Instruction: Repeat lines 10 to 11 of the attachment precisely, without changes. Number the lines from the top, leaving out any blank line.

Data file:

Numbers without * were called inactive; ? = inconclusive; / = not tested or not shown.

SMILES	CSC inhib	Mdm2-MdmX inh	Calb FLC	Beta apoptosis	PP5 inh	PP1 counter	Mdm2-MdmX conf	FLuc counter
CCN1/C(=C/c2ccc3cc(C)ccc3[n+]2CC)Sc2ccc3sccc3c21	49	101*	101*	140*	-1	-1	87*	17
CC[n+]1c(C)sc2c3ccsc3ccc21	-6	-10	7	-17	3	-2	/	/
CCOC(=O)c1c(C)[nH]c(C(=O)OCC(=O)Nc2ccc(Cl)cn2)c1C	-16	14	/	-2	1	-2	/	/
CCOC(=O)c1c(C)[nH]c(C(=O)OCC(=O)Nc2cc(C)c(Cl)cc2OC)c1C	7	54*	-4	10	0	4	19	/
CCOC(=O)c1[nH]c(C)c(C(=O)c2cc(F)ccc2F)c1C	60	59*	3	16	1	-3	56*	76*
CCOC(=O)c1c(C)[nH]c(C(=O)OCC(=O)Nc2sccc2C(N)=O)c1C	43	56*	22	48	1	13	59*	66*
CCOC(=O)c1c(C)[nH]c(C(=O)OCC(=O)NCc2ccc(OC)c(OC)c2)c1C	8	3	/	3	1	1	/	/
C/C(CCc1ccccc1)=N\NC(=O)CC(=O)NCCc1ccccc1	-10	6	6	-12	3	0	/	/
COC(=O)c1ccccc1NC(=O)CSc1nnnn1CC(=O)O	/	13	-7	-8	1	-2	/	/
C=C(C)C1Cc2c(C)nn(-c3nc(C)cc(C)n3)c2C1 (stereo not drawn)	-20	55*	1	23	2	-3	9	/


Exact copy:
C/C(CCc1ccccc1)=N\NC(=O)CC(=O)NCCc1ccccc1	-10	6	6	-12	3	0	/	/
COC(=O)c1ccccc1NC(=O)CSc1nnnn1CC(=O)O	/	13	-7	-8	1	-2	/	/